Dealing with Stigma as a Stay at Home WifePC: danielle haynes

It’s no secret that there aren’t as many homemakers in society as there used to be, with prevailing narratives around housewives becoming increasingly negative, such as homemakers being oppressed by their husbands, or that they are often privileged, wealthy, and bored with their lives.

Homemakers depicted in culture are often seen as rich housewives living off their husbands wealth in shows such as “The Real Housewives” or they are depicted in feminist politics as women who are chained to the kitchen desperately trying to get out from under patriarchal control.

It’s no wonder that with these clearly prejudiced portrayals of homemakers, housewives, and stay at home moms, many women are choosing not to stay home and care for their family and are instead choosing to go out into the workforce seeking fulfillment elsewhere.

I’m all for women chasing their dreams, but what about the women who dream of being a wife, mother and homemaker, that have seemingly been left behind by culture? Women like me.

Stay At Home Wife

I’ve never aspired to have a big career, my passions and goals have always centered around home and family. From the moment I became an adult and met my husband, all I wanted was a traditional marriage and family life.

My experience as a modern day housewife is one that I never expected. It’s been the most enjoyable work I have ever done in my life. Caring for my home and family has truly been the most fulfilling work I could ever do. Homemaking has allowed me to reconnect with my femininity through the act of caring for and beautifying my home, and nurturing those under my care.

But the lifestyle of a homemaker is not all sunshine and daisies. I have received my fair share of judgment and have been shocked by the level of prejudice and intolerance many people have for my traditional lifestyle. Most of the bias and judgment has sadly come from those closest to me and my husband including my own family, our friends, his coworkers. People we see everyday whose opinion truly does matter to us.

Today’s Culture

Many people in today’s culture do not see the value in traditionalism, and family values have fallen to the wayside. Which is truly sad not just for homemakers but for families across the country.

It’s no shock to anyone that in modern day America there aren’t as many housewives as decades past. But housewives and stay at home moms are still a large part of society. According to about 27 % of all moms are housewives, and 50% of moms say they would prefer to stay home compared to 45% who prefer to work.

What about women without children though? According to the same 2019 Gallup  poll 56% of women prefer to work than to stay home. Which is a record high for women in the workforce, but even then, that leaves just under half of US women wanting to be home, or at least want to work less.

So why is there such a stigma surrounding stay at home moms and wives, when almost ½ of all women would want to be homemakers if they had the opportunity?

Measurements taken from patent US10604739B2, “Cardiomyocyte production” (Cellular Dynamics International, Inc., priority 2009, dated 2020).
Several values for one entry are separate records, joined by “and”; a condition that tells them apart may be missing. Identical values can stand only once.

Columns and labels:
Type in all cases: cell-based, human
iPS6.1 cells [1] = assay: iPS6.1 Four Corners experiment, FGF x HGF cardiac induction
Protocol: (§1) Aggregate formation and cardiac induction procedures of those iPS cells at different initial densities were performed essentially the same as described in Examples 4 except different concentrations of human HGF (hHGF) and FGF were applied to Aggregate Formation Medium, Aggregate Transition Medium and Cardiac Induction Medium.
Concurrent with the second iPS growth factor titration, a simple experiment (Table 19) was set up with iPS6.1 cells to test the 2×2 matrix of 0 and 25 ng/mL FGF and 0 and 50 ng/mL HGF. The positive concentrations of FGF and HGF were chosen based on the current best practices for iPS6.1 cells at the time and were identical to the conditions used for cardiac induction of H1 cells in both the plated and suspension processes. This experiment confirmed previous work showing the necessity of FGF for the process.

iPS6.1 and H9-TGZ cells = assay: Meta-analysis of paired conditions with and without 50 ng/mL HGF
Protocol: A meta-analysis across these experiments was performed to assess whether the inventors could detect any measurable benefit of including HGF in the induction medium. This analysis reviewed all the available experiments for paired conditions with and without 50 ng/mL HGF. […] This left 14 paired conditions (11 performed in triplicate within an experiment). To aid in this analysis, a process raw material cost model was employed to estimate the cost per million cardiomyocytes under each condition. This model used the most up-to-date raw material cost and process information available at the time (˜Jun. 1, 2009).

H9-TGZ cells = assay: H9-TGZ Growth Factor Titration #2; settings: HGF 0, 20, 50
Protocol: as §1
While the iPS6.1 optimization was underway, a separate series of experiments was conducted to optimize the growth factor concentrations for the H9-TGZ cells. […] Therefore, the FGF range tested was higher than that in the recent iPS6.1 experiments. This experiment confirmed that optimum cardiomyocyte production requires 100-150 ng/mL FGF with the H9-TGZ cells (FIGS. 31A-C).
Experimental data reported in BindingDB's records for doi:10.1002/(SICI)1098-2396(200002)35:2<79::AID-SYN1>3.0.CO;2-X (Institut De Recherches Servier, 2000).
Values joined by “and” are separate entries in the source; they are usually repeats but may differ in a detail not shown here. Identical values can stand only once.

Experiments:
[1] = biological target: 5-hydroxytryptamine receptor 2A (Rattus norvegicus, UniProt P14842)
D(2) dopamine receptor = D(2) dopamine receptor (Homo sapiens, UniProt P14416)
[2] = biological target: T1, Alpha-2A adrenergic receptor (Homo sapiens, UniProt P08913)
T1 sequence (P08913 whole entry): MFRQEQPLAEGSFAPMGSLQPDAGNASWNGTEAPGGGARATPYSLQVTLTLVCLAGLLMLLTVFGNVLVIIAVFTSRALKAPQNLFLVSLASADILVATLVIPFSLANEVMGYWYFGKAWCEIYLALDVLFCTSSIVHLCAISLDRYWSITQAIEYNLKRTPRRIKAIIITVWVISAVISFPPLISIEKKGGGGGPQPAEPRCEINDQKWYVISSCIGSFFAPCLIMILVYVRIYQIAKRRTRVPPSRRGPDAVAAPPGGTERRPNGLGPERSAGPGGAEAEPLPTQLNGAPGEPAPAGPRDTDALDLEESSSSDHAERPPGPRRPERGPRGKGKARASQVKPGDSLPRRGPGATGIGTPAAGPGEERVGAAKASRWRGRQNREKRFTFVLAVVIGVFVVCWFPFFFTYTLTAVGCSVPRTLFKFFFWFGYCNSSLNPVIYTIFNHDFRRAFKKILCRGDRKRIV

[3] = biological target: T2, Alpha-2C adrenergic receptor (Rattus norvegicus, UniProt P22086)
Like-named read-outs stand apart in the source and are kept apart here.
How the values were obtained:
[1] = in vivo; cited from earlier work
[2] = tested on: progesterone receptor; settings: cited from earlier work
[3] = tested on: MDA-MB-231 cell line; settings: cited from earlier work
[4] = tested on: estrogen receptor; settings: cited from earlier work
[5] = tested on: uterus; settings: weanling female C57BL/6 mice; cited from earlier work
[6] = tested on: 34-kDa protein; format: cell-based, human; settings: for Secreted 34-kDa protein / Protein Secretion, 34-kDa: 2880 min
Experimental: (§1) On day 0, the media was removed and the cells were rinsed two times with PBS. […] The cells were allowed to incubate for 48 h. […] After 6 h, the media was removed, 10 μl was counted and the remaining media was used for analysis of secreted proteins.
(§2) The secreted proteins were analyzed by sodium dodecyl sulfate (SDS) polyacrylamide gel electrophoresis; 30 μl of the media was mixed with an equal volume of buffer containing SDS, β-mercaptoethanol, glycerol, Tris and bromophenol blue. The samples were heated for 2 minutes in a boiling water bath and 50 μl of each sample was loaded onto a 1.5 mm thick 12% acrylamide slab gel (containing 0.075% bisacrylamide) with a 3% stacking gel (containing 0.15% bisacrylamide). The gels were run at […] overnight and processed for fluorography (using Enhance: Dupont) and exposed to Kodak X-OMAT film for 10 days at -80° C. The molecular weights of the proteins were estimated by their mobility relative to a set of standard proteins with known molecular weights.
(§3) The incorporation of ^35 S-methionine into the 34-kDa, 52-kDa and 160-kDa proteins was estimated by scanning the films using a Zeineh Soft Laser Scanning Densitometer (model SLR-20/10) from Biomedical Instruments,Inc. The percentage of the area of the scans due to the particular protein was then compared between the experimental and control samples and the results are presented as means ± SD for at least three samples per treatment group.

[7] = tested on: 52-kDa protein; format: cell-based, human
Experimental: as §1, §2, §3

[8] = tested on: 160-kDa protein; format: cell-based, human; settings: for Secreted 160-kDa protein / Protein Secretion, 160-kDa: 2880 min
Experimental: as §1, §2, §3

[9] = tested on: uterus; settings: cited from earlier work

Has feminism gone too far in trying to normalize women working outside the home, to the point that women who don’t conform to that idea somehow get left behind in the push for “liberation”?

The Stigma

As a homemaker who feels largely left out of the feminist movements, my opinion is a resounding yes.

French feminist Simone de Beauvoir once said, “No woman should be authorized to stay home to raise her children. Women should not have that choice, because if there is such a choice, too many women will make that one.”

Perspectives like this have become commonplace in modern culture. Many believe that women should be working even if they are mothers and especially if they aren’t.

Women who just want to be mothers, wives and homemakers feel like they are either forced to work for a multitude of reasons or they feel judged and discouraged by modern day narratives surrounding women who become homemakers.

Although often marginalized, criticized and even sometimes mocked, many women still have a natural and inherent desire to be homemakers.

I am one of them, I am proud to be a housewife, and love my life as a homemaker. I’ve chosen to become a homemaker at a relatively young age, but I haven’t always been so confident in my decision, due to others openly discouraging my chosen way of life.

We tell women there is no value in staying home, caring for your home, family, and raising your children is somehow seen as less than. Yet we have to outsource all of these responsibilities when we go into the workforce. All of the sudden the work we do within our homes has enough value that we have to hire someone else to do it as we go out and work. We hire nannies or daycare workers , housekeepers, and nowadays even someone to do our grocery shopping and care for our pets.

So clearly someone has to do the jobs that we homemakers do when we aren’t there to do it ourselves. I’ve learned over the years as a homemaker, that the work women do within their homes has so much value, that if we aren’t doing it, someone else will still have to.

Women who choose to be homemakers are a force for good in society, and have always been integral to families and culture. So maybe instead of criticizing or belittling women who choose to stay home, we can start to recognize the amount of work these women do, and begin to value the role of a homemaker in society once again. Giving women the freedom to truly choose what they wish to do with their own lives.


Just another housewife.